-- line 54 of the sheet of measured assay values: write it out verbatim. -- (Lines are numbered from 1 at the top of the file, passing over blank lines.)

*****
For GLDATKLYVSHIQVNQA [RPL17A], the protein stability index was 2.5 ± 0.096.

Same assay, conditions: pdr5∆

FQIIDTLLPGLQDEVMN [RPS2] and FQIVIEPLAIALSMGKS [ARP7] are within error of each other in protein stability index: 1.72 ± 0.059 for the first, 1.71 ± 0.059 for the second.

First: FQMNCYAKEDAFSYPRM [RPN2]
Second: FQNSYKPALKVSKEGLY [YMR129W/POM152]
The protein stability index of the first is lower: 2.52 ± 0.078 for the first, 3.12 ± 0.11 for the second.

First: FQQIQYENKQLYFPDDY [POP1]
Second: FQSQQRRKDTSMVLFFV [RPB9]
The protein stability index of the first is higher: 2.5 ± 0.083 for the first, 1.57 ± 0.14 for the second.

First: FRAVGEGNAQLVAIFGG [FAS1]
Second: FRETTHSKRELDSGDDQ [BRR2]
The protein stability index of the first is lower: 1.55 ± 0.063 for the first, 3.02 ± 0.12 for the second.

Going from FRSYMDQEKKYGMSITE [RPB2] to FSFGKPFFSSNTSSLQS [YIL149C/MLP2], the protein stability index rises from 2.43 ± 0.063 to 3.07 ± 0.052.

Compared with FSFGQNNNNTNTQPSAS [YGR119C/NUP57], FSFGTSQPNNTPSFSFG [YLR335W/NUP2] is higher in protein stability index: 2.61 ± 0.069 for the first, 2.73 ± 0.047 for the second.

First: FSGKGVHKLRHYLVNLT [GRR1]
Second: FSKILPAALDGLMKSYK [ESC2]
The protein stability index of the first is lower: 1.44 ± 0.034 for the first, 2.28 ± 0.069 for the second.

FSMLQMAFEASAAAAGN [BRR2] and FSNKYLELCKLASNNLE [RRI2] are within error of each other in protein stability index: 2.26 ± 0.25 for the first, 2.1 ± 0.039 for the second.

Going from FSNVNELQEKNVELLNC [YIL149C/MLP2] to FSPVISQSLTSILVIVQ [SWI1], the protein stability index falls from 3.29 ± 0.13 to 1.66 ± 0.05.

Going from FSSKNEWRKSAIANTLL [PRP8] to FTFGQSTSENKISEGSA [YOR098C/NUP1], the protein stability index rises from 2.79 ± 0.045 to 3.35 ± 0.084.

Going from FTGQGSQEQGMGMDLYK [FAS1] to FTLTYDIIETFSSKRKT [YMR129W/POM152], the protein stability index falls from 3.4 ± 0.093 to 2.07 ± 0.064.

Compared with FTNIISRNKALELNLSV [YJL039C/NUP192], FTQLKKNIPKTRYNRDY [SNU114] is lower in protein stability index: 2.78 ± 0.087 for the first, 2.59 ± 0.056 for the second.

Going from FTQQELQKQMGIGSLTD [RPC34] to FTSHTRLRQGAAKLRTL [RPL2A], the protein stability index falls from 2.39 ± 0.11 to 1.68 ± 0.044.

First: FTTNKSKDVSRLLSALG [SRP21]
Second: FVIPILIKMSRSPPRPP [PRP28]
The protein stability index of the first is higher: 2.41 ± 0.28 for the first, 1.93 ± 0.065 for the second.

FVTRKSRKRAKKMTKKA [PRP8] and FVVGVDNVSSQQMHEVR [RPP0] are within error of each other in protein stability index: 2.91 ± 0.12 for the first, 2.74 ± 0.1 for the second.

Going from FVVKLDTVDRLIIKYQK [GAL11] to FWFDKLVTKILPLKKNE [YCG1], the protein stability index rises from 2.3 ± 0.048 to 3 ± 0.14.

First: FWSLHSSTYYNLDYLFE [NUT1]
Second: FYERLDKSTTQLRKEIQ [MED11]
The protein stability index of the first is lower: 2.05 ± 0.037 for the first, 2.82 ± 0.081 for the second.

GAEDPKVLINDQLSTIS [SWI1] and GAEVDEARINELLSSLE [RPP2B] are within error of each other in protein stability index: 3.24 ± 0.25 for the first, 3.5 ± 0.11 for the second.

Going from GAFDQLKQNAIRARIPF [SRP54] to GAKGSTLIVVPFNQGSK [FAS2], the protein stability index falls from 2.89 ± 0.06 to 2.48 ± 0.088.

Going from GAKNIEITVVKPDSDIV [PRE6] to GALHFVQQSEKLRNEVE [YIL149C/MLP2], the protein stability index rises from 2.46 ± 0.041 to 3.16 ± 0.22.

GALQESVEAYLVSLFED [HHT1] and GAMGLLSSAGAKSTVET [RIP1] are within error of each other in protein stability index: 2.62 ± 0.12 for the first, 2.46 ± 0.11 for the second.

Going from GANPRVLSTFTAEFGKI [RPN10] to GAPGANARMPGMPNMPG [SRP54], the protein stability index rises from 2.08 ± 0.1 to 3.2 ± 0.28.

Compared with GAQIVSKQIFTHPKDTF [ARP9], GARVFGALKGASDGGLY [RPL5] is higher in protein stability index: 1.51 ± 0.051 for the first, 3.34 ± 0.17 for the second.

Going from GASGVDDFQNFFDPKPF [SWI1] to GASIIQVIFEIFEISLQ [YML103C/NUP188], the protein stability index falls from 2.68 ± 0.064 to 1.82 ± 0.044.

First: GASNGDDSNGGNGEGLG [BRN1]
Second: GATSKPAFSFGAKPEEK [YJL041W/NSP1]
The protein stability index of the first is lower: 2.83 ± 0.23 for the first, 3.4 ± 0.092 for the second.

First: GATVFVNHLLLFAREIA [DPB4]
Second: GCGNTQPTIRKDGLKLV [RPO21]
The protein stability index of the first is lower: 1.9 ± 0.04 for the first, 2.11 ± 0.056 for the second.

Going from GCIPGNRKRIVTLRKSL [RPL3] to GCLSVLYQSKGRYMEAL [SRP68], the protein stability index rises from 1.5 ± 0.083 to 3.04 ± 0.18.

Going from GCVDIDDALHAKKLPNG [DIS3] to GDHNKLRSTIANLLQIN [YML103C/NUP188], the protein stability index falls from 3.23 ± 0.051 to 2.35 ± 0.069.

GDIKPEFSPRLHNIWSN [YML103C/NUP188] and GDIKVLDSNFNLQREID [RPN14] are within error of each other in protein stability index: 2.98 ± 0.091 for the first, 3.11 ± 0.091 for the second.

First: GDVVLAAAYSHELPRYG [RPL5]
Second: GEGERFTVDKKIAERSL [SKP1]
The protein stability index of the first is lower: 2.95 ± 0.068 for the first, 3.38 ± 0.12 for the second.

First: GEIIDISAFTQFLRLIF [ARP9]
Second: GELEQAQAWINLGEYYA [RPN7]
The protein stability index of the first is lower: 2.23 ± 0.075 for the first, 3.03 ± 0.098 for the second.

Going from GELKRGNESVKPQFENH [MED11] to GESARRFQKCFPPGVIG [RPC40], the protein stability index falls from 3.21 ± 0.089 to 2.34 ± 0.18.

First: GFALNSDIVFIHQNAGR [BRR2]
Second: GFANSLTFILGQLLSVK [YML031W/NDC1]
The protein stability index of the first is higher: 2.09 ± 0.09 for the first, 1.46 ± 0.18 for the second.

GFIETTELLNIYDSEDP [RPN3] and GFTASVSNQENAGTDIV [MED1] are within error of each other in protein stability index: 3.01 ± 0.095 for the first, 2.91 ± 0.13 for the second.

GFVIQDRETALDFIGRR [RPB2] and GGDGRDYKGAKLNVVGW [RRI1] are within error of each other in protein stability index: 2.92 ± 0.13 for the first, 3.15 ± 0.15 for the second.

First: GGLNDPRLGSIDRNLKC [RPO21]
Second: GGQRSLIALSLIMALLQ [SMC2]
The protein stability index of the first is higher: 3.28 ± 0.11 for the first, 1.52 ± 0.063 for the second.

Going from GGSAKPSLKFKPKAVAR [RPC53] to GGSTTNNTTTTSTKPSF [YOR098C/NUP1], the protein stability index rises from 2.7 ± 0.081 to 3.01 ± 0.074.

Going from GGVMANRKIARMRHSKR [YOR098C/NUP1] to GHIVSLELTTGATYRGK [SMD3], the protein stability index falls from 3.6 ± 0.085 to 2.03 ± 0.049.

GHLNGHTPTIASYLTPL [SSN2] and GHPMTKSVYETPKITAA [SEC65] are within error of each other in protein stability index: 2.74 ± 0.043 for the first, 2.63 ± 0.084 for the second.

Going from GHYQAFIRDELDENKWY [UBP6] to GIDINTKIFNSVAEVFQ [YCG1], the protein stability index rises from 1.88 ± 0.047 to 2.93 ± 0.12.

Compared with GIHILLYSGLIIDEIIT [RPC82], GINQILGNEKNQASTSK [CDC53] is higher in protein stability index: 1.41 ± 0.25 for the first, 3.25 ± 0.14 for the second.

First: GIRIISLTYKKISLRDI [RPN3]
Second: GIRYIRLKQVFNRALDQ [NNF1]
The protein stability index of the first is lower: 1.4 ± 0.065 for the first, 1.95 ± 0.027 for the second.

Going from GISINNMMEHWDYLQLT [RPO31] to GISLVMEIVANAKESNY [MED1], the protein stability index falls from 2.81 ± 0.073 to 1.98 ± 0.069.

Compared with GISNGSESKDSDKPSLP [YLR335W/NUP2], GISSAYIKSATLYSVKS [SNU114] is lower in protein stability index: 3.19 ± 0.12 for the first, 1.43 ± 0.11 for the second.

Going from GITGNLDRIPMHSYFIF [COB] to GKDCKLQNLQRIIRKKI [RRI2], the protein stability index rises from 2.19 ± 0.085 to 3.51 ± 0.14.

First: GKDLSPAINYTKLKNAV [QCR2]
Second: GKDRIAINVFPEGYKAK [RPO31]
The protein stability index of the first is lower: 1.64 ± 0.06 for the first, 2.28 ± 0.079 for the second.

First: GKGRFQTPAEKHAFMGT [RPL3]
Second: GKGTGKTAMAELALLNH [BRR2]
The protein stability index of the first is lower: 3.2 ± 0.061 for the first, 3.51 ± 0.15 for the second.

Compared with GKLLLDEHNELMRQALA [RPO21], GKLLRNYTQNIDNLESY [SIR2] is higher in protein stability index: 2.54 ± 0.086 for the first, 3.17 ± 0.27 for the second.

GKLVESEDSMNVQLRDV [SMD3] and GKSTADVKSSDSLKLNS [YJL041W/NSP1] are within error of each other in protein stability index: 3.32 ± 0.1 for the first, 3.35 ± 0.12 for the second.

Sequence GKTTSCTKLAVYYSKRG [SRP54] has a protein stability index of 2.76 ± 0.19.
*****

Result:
Going from GELKRGNESVKPQFENH [MED11] to GESARRFQKCFPPGVIG [RPC40], the protein stability index falls from 3.21 ± 0.089 to 2.34 ± 0.18.